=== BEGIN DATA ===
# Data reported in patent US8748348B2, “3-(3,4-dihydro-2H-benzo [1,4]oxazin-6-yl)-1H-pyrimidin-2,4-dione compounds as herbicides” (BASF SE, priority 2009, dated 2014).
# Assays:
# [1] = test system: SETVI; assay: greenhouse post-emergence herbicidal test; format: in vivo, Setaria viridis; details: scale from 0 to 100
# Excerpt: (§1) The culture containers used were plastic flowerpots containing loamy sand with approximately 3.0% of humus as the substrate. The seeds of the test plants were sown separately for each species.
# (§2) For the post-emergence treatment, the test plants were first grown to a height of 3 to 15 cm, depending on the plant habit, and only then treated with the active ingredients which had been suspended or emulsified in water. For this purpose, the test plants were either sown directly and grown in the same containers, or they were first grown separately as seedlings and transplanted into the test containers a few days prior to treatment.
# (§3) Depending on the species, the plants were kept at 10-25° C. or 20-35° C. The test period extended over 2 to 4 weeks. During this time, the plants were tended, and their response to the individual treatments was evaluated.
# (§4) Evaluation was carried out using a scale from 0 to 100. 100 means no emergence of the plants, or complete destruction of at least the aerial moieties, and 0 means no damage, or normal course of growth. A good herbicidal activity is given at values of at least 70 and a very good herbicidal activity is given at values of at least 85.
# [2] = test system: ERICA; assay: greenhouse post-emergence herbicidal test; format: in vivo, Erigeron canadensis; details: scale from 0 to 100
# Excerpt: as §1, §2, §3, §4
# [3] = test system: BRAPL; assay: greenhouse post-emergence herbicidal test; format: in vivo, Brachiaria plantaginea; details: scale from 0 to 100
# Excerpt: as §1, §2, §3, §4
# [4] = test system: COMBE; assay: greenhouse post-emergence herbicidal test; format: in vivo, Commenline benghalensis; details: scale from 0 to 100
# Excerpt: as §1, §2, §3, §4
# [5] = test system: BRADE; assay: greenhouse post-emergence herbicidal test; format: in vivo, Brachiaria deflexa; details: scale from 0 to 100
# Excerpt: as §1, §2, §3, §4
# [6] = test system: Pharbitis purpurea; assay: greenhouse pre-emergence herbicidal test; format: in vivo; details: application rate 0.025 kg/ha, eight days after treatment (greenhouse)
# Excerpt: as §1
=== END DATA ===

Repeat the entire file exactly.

# Data reported in patent US8748348B2, “3-(3,4-dihydro-2H-benzo [1,4]oxazin-6-yl)-1H-pyrimidin-2,4-dione compounds as herbicides” (BASF SE, priority 2009, dated 2014).
# Assays:
# [1] = test system: SETVI; assay: greenhouse post-emergence herbicidal test; format: in vivo, Setaria viridis; details: scale from 0 to 100
# Excerpt: (§1) The culture containers used were plastic flowerpots containing loamy sand with approximately 3.0% of humus as the substrate. The seeds of the test plants were sown separately for each species.
# (§2) For the post-emergence treatment, the test plants were first grown to a height of 3 to 15 cm, depending on the plant habit, and only then treated with the active ingredients which had been suspended or emulsified in water. For this purpose, the test plants were either sown directly and grown in the same containers, or they were first grown separately as seedlings and transplanted into the test containers a few days prior to treatment.
# (§3) Depending on the species, the plants were kept at 10-25° C. or 20-35° C. The test period extended over 2 to 4 weeks. During this time, the plants were tended, and their response to the individual treatments was evaluated.
# (§4) Evaluation was carried out using a scale from 0 to 100. 100 means no emergence of the plants, or complete destruction of at least the aerial moieties, and 0 means no damage, or normal course of growth. A good herbicidal activity is given at values of at least 70 and a very good herbicidal activity is given at values of at least 85.
# [2] = test system: ERICA; assay: greenhouse post-emergence herbicidal test; format: in vivo, Erigeron canadensis; details: scale from 0 to 100
# Excerpt: as §1, §2, §3, §4
# [3] = test system: BRAPL; assay: greenhouse post-emergence herbicidal test; format: in vivo, Brachiaria plantaginea; details: scale from 0 to 100
# Excerpt: as §1, §2, §3, §4
# [4] = test system: COMBE; assay: greenhouse post-emergence herbicidal test; format: in vivo, Commenline benghalensis; details: scale from 0 to 100
# Excerpt: as §1, §2, §3, §4
# [5] = test system: BRADE; assay: greenhouse post-emergence herbicidal test; format: in vivo, Brachiaria deflexa; details: scale from 0 to 100
# Excerpt: as §1, §2, §3, §4
# [6] = test system: Pharbitis purpurea; assay: greenhouse pre-emergence herbicidal test; format: in vivo; details: application rate 0.025 kg/ha, eight days after treatment (greenhouse)
# Excerpt: as §1